Getting a Home Loan in Australia if you're living overs...
29 Nov 2023
The size of your deposit plays a huge role in your home loan
The size of your deposit plays a huge role in your home loan.
While home ownership is a dream for many in Australia, it is a big financial investment - and for a lot of us, it’s easily one of the most expensive purchases we’ll ever make in our lives. In fact, saving up for a house deposit is one of the biggest hurdles to getting into the property market.
So the question on everyone’s lips is how much of a home loan deposit do you actually need to save?
Typically, the minimum amount you’d need to save is around 10% to 20% of the property purchase price, depending on the lender. When you see a ‘loan-to-value ratio' or ‘LVR’ of 90%, this would mean you need a minimum 10% deposit and if it’s 80% you need a minimum of 20% deposit and so on.
According to the ANZ CoreLogic Housing Affordability Report 2022, it takes a median income household 11.3 years to save a deposit on a home loan. Across the combined capital city markets, the report revealed the time it takes to save a deposit saw a marginal fall from 11.14 to 11.11 years - the equivalent of 11 days.
A report published in early 2022 from Domain revealed Sydney held the title as the market requiring the longest period to save a 20% deposit for an entry-priced home, at eight years and one month.
While it’s tempting to ask for a home loan with the lowest deposit requirements to get your foot in the door sooner, this comes with some downsides, which we’ll explain later.
According to the latest CoreLogic data, the median home value in February 2023 was $702,136. Using this ‘average’, the deposit requirement breakdown is as follows:
|LVR||Deposit %||Deposit $|
Typically, the borrower pays what’s called ‘lenders mortgage insurance’ - or LMI for short - if their home loan deposit is smaller than 20%.
So, if you were to put down $70,213 (using the example above) as a deposit on a home, you would be required to pay LMI to your lender.
The two largest LMI providers in Australia are QBE and Helia Group (formerly Genworth).
LMI covers the lender, as they assume a borrower with a smaller deposit is a riskier customer than a borrower with a greater one. So, while with a smaller deposit you could save up for a home quicker, you’ll also have to consider the additional cost of LMI, which is often nothing to sneeze at.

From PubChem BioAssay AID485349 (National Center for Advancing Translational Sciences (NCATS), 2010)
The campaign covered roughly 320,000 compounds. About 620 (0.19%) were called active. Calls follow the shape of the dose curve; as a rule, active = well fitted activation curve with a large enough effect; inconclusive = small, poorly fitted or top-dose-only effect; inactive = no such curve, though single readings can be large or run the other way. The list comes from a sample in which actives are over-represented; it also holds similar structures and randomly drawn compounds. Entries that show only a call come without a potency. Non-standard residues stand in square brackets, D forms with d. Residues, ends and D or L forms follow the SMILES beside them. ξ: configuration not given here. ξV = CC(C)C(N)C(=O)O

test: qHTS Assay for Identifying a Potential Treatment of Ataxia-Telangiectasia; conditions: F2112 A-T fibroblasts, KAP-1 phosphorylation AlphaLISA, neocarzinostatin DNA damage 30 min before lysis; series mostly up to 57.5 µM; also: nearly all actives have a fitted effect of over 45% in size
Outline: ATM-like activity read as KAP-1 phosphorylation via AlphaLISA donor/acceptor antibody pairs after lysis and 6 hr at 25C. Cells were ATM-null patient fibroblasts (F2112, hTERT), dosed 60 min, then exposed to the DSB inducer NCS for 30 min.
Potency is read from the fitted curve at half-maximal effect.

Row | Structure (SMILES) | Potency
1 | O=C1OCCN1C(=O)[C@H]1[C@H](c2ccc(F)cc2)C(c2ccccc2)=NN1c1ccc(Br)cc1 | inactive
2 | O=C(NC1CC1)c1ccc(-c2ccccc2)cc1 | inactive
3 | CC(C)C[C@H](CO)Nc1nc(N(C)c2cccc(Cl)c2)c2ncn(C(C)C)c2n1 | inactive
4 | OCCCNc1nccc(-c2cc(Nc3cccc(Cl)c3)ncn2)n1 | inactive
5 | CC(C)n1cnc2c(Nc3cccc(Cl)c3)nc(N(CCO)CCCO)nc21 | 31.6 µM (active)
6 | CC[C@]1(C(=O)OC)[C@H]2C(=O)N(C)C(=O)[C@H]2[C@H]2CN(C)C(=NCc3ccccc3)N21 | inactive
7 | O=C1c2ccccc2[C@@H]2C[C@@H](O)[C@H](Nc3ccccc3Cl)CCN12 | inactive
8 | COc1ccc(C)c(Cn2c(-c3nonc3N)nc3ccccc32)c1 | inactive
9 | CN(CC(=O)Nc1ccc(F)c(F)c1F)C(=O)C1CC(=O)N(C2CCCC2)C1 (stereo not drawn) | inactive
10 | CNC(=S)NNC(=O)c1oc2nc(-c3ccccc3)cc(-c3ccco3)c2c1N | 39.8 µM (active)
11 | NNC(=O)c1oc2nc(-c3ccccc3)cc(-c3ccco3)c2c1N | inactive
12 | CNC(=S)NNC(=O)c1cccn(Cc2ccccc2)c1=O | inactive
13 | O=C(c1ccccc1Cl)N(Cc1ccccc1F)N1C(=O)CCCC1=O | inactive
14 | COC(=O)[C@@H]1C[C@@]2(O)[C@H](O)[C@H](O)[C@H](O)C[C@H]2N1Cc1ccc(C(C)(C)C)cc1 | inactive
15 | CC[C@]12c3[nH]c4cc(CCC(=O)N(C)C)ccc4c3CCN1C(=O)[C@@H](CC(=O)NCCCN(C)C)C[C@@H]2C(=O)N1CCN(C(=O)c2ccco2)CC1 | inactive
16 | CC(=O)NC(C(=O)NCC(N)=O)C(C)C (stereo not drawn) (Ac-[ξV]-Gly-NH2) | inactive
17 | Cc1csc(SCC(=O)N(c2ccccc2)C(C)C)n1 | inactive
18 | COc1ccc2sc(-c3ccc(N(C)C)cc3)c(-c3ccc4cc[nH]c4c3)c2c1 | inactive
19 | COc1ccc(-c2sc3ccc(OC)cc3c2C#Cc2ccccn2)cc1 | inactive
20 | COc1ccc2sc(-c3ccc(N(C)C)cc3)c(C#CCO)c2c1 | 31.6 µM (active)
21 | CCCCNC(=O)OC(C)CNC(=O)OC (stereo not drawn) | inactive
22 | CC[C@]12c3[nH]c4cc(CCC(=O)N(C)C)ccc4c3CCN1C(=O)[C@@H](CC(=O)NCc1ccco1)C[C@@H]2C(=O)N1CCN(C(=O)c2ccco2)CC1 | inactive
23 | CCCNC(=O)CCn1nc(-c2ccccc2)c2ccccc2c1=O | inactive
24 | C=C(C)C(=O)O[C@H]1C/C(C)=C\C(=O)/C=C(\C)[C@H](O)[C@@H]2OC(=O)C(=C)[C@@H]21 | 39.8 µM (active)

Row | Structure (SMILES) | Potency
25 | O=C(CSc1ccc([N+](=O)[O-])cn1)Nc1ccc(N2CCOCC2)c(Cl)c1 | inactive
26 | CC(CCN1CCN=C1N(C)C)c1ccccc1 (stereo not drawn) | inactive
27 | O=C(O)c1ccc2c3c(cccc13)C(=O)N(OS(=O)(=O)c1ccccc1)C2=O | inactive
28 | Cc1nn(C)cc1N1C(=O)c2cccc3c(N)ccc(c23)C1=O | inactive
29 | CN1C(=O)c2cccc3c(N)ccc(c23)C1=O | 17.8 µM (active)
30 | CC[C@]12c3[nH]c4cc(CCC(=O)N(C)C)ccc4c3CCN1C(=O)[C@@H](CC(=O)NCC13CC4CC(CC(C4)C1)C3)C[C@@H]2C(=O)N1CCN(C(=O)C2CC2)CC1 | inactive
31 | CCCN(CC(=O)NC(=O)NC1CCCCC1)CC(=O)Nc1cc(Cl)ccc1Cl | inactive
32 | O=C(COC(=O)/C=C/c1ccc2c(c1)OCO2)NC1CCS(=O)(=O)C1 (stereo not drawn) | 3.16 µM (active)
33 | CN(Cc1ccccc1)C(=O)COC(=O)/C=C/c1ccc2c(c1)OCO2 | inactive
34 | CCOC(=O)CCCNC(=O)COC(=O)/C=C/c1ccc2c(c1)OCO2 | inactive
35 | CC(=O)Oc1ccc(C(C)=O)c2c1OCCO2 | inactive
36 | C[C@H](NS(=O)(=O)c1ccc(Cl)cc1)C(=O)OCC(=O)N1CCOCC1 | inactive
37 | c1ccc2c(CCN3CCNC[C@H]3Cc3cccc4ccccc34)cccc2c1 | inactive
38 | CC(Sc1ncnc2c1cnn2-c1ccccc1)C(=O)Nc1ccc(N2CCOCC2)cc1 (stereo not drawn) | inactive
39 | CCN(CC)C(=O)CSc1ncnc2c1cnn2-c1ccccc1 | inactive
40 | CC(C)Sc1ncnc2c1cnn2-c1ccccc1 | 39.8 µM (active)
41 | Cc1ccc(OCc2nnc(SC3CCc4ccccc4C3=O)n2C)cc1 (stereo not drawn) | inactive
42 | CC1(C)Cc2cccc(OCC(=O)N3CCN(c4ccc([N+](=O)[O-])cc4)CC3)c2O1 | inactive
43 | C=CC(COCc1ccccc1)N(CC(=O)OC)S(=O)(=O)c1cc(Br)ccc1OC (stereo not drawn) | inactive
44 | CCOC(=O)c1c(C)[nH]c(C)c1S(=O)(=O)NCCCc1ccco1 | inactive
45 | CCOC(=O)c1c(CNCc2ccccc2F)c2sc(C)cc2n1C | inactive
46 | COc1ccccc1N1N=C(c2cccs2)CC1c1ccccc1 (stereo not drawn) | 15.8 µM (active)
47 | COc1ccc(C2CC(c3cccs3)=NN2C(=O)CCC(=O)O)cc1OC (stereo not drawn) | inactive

Based on the CoreLogic median property price of $702,136, a borrower with a 10% deposit would pay an upfront cost of $12,638 in LMI.
In comparison, with a 15% deposit - or 85% LVR - the LMI premium would be approximately $5,968.
This rate applies to first home buyers/owner occupiers who have purchased the property to live in over a 30-year loan term.
Your home loan deposit isn’t the only thing you’ll need to save and budget for. When buying a property, there are other upfront costs you’ll need to consider which can include:
If you’re a first home buyer, make sure to check whether you’re eligible for any stamp duty exemptions or first home owner rebates in your state or territory. By doing this, you could keep some cash in your pockets.
One of the primary factors that can influence your loan and interest rate is your credit score. A credit score allows lenders to view your reliability as a borrower, and is calculated based on your credit report. The information obtained from this report generally includes your credit history such as past/current loans, credit cards, and payment history.
Some lenders may offer lower rates for borrowers with higher credit scores, whereas others may have the same interest rates regardless of credit score, like loans.com.au. For instance, if you regularly pay your bills in a timely fashion, you are likely to have a high credit score which makes you a low risk borrower.